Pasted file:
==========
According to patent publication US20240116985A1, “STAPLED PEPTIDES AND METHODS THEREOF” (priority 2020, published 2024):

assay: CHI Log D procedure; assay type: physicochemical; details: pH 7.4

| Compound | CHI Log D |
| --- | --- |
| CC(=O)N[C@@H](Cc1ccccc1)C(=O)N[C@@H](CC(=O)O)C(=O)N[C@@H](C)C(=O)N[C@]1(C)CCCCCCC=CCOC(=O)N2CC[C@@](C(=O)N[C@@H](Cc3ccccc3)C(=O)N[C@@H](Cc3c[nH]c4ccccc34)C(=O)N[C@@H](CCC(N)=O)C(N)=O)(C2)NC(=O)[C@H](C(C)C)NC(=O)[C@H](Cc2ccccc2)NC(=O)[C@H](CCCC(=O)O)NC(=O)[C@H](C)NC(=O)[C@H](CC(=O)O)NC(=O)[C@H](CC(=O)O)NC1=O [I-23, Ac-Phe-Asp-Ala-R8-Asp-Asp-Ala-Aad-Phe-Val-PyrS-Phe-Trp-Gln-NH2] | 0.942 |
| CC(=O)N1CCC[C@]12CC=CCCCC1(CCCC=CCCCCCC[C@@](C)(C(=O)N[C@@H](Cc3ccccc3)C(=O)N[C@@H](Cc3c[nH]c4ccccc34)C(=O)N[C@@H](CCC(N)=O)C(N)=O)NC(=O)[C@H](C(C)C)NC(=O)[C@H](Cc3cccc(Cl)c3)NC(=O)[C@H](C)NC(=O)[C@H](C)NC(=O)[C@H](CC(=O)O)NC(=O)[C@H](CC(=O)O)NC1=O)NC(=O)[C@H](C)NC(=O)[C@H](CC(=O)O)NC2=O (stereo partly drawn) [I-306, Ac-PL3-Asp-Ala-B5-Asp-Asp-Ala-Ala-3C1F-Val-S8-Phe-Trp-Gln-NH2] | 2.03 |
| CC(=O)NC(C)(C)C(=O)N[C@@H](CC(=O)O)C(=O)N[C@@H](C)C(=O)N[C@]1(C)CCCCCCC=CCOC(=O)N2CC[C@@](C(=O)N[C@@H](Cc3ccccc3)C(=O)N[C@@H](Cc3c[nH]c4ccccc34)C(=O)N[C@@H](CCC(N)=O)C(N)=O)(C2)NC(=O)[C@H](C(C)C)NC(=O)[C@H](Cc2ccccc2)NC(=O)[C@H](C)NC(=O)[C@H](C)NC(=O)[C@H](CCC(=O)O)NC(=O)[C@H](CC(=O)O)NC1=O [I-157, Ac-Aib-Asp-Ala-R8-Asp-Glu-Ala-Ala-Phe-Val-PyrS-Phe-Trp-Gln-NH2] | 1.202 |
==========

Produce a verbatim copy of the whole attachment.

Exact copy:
According to patent publication US20240116985A1, “STAPLED PEPTIDES AND METHODS THEREOF” (priority 2020, published 2024):

assay: CHI Log D procedure; assay type: physicochemical; details: pH 7.4

| Compound | CHI Log D |
| --- | --- |
| CC(=O)N[C@@H](Cc1ccccc1)C(=O)N[C@@H](CC(=O)O)C(=O)N[C@@H](C)C(=O)N[C@]1(C)CCCCCCC=CCOC(=O)N2CC[C@@](C(=O)N[C@@H](Cc3ccccc3)C(=O)N[C@@H](Cc3c[nH]c4ccccc34)C(=O)N[C@@H](CCC(N)=O)C(N)=O)(C2)NC(=O)[C@H](C(C)C)NC(=O)[C@H](Cc2ccccc2)NC(=O)[C@H](CCCC(=O)O)NC(=O)[C@H](C)NC(=O)[C@H](CC(=O)O)NC(=O)[C@H](CC(=O)O)NC1=O [I-23, Ac-Phe-Asp-Ala-R8-Asp-Asp-Ala-Aad-Phe-Val-PyrS-Phe-Trp-Gln-NH2] | 0.942 |
| CC(=O)N1CCC[C@]12CC=CCCCC1(CCCC=CCCCCCC[C@@](C)(C(=O)N[C@@H](Cc3ccccc3)C(=O)N[C@@H](Cc3c[nH]c4ccccc34)C(=O)N[C@@H](CCC(N)=O)C(N)=O)NC(=O)[C@H](C(C)C)NC(=O)[C@H](Cc3cccc(Cl)c3)NC(=O)[C@H](C)NC(=O)[C@H](C)NC(=O)[C@H](CC(=O)O)NC(=O)[C@H](CC(=O)O)NC1=O)NC(=O)[C@H](C)NC(=O)[C@H](CC(=O)O)NC2=O (stereo partly drawn) [I-306, Ac-PL3-Asp-Ala-B5-Asp-Asp-Ala-Ala-3C1F-Val-S8-Phe-Trp-Gln-NH2] | 2.03 |
| CC(=O)NC(C)(C)C(=O)N[C@@H](CC(=O)O)C(=O)N[C@@H](C)C(=O)N[C@]1(C)CCCCCCC=CCOC(=O)N2CC[C@@](C(=O)N[C@@H](Cc3ccccc3)C(=O)N[C@@H](Cc3c[nH]c4ccccc34)C(=O)N[C@@H](CCC(N)=O)C(N)=O)(C2)NC(=O)[C@H](C(C)C)NC(=O)[C@H](Cc2ccccc2)NC(=O)[C@H](C)NC(=O)[C@H](C)NC(=O)[C@H](CCC(=O)O)NC(=O)[C@H](CC(=O)O)NC1=O [I-157, Ac-Aib-Asp-Ala-R8-Asp-Glu-Ala-Ala-Phe-Val-PyrS-Phe-Trp-Gln-NH2] | 1.202 |